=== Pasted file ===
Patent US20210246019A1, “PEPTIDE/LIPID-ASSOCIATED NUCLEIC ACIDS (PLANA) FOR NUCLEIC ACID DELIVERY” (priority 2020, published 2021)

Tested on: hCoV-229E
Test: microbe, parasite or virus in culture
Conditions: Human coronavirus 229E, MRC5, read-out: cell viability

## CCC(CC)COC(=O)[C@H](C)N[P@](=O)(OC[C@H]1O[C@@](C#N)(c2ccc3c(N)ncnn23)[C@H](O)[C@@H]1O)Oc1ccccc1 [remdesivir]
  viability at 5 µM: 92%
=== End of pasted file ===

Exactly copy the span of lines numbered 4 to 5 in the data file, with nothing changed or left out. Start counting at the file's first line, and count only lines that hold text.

Conditions: Human coronavirus 229E, MRC5, read-out: cell viability

## CCC(CC)COC(=O)[C@H](C)N[P@](=O)(OC[C@H]1O[C@@](C#N)(c2ccc3c(N)ncnn23)[C@H](O)[C@@H]1O)Oc1ccccc1 [remdesivir]